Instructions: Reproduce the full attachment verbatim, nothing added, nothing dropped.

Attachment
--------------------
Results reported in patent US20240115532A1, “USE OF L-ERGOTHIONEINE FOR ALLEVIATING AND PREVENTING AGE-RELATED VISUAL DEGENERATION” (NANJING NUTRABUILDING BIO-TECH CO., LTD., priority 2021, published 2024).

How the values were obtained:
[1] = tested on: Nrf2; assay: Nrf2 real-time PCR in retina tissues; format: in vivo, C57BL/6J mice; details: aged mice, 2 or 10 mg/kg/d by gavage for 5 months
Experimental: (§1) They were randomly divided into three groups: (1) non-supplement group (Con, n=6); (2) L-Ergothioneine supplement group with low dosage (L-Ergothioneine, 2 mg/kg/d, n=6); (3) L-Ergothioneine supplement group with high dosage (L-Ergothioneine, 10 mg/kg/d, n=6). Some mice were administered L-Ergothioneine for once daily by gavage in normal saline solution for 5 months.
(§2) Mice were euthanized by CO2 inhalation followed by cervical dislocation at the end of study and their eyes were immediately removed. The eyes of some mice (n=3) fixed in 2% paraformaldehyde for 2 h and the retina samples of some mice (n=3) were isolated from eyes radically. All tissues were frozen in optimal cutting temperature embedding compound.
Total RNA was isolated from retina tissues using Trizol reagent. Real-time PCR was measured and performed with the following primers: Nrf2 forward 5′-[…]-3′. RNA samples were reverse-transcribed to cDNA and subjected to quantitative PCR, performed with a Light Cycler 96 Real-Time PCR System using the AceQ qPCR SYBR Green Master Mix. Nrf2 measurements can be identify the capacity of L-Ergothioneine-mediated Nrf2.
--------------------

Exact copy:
Results reported in patent US20240115532A1, “USE OF L-ERGOTHIONEINE FOR ALLEVIATING AND PREVENTING AGE-RELATED VISUAL DEGENERATION” (NANJING NUTRABUILDING BIO-TECH CO., LTD., priority 2021, published 2024).

How the values were obtained:
[1] = tested on: Nrf2; assay: Nrf2 real-time PCR in retina tissues; format: in vivo, C57BL/6J mice; details: aged mice, 2 or 10 mg/kg/d by gavage for 5 months
Experimental: (§1) They were randomly divided into three groups: (1) non-supplement group (Con, n=6); (2) L-Ergothioneine supplement group with low dosage (L-Ergothioneine, 2 mg/kg/d, n=6); (3) L-Ergothioneine supplement group with high dosage (L-Ergothioneine, 10 mg/kg/d, n=6). Some mice were administered L-Ergothioneine for once daily by gavage in normal saline solution for 5 months.
(§2) Mice were euthanized by CO2 inhalation followed by cervical dislocation at the end of study and their eyes were immediately removed. The eyes of some mice (n=3) fixed in 2% paraformaldehyde for 2 h and the retina samples of some mice (n=3) were isolated from eyes radically. All tissues were frozen in optimal cutting temperature embedding compound.
Total RNA was isolated from retina tissues using Trizol reagent. Real-time PCR was measured and performed with the following primers: Nrf2 forward 5′-[…]-3′. RNA samples were reverse-transcribed to cDNA and subjected to quantitative PCR, performed with a Light Cycler 96 Real-Time PCR System using the AceQ qPCR SYBR Green Master Mix. Nrf2 measurements can be identify the capacity of L-Ergothioneine-mediated Nrf2.